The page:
1883 brought the tension to the boil-over point during Episode 3, which bid farewell to several more characters while also offering a few tender moments.

Episode 3 opens with a wagon that's bogged down in a rut, and then one of the immigrants traveling on the wagon train that's headed West is accidentally killed after he does not listen to Shea Brennan (Sam Elliott). The next minutes are a montage of all of the various ways some of the travelers wind up dying along the way during the early days of the arduous journey, but as many obstacles as they have to face and overcome every day, there is one hurdle they cannot clear: They come to a river the wagons cannot cross, forcing them to make a decision to either turn West or East to find a place to ford or ferry, which will cost them valuable time as winter approaches.

Viewers see tensions start to rise between Brennan and James Dutton (Tim McGraw) after Dutton questions Brennan's leadership, but Brennan leaves absolutely no room for questions among the wagon train when he and Thomas (LaMonica Garrett) come to the rescue of a widow whose husband died along the trail. They deliver some harsh lessons to a group of men who stole from her, but Brennan is forced to teach that lesson even more harshly when they don't leave after he tells them he'll kill them the next time he sees them. He imparts a hard truth to one of the men that provides some new insights into his character's dark past, explaining that he's killed so many people that one more means literally nothing.

Overall, Episode 3 ratchets down on the levels of violence we saw in the first two episodes while increasing the tension. There's also some sweetness to the episode as character arcs between James and the Duttons' son, John (Audie Rick) and Margaret Dutton (Faith Hill) and their daughter Elsa (Isabel May) reveal new sides to all of them. John shows a sweeter side as he takes his son on his first hunt, while Elsa comes away with a newfound appreciation for her mother after they ride herd together, forcing her to see her in a new light.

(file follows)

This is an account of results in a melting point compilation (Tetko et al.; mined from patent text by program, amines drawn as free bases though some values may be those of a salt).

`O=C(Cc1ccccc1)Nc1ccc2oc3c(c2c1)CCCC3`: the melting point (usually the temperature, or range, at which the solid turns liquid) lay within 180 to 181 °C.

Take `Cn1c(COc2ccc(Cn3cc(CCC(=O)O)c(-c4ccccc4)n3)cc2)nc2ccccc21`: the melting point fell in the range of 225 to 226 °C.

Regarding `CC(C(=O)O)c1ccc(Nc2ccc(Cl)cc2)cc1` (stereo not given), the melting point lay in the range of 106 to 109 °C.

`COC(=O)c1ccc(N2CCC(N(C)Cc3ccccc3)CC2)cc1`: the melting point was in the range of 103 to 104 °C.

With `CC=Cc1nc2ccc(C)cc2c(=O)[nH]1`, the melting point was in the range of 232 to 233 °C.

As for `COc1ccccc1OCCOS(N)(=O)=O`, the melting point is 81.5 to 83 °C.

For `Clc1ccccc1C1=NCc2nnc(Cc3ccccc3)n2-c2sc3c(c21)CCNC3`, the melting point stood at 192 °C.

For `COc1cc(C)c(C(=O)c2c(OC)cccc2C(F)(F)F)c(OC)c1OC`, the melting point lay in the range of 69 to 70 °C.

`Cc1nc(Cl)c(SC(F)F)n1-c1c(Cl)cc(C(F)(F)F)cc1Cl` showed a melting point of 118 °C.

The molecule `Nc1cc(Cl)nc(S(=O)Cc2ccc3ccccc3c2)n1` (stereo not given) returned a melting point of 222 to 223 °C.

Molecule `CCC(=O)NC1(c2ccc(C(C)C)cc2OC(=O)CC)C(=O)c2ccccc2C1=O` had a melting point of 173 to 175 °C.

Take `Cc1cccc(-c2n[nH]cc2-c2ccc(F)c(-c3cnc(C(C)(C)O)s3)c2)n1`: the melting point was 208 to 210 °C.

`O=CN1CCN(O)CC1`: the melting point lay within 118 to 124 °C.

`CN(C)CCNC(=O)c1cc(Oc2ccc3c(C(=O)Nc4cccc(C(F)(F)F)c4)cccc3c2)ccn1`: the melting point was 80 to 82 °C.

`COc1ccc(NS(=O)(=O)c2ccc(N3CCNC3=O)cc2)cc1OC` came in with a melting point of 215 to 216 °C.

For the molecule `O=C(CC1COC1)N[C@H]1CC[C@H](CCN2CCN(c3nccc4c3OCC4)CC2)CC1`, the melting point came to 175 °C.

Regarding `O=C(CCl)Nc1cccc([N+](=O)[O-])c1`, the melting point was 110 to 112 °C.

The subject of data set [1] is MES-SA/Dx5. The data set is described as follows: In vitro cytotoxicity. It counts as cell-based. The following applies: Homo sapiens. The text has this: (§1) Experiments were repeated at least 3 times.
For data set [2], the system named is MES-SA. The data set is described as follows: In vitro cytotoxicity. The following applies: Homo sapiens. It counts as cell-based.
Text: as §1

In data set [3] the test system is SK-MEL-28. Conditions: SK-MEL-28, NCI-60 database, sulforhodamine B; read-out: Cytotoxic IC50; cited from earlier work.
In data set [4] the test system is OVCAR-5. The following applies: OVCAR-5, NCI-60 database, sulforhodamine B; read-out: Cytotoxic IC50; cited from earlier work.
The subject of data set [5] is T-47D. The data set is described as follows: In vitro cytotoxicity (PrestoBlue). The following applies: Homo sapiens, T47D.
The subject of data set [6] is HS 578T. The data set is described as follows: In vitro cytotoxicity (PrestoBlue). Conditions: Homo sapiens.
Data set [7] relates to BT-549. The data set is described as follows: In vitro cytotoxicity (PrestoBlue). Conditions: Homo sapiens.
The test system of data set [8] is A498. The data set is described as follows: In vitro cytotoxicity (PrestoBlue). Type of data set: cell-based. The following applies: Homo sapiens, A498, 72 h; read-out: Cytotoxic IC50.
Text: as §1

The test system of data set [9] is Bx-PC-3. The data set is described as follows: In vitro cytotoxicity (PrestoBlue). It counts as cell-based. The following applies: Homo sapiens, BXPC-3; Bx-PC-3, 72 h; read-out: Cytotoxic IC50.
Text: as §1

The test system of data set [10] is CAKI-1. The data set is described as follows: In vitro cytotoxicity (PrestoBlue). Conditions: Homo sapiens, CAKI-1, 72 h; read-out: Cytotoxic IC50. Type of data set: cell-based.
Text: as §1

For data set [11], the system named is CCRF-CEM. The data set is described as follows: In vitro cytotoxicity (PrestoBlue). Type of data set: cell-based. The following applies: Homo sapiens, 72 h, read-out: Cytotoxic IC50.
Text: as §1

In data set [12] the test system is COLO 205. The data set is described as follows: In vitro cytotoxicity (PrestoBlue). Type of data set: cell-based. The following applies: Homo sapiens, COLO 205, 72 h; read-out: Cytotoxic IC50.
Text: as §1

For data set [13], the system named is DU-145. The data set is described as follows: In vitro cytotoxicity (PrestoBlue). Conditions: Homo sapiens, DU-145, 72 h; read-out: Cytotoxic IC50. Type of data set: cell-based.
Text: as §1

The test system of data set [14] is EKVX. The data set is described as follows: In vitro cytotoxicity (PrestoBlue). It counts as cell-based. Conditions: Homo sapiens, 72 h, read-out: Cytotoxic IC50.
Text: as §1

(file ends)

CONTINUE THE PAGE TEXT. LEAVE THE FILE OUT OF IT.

There's also a sweet scene between Margaret and John as they talk about Elsa's ongoing flirtation with one of the cowboys who's along for the ride. Looking back on their own life together, he asks her what she would change.

"Not a thing," she says before adding that she would like a house someday.

"I'm gonna build you a house so big you get lost in it," he promises her — a promise he seems destined to keep, if the Dutton Ranch on Yellowstone is any indication, but not without great challenges ahead.

Episode 3 of 1883 ends with James Dutton giving permission for one of the cowboys to court his daughter, and the way they banter and exchange glances tells us more is coming. But the episode ends with a menacing voiceover from Elsa that foreshadows something very bad is coming, so viewers might not want to put any money on Elsa's suitor being a long-term character.

Viewers are left with a series of questions going into Episode 4. Will John and Brennan get on the same page, or is trouble brewing? Will Elsa's new sort-of boyfriend keep his promise to James not to get "handsy"? How many more of the travelers will die on the journey? And will the men who were ejected from camp do as Brennan predicted and return with others to attack the wagon train?

1883 returns every Sunday via Paramount+.

Stay tuned to Taste of Country as we provide week-to-week coverage of both Yellowstone and 1883, including episode analysis, news on the shows, cast interviews and more. As part of our comprehensive coverage, check out the Dutton Rules podcast on Apple Podcasts and Spotify.

Subscribe to the Paramount+ streaming service to make sure you don't miss out on future episodes of 1883.

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A historic estate in rural Tennessee that previously belonged to Tim McGraw and Faith Hill is on the market again. Online listing are asking $9,995,000 for the Samual S. Morton house, which dates back to 1850, as well as the surrounding 135 acres of land.

The 3-bedroom, 3.5-bathroom, 3,298-square-foot main residence has been fully updated, featuring hardwood floors, multiple fireplaces, a long screened-in porch on the back of the house, two sweeping staircases and a kitchen with a farm sink. The listing also boasts a long stretch of frontage on Murfree's Fork Creek, a spring-fed, 4.3-acre stocked pond and a historic 13-stall barn.

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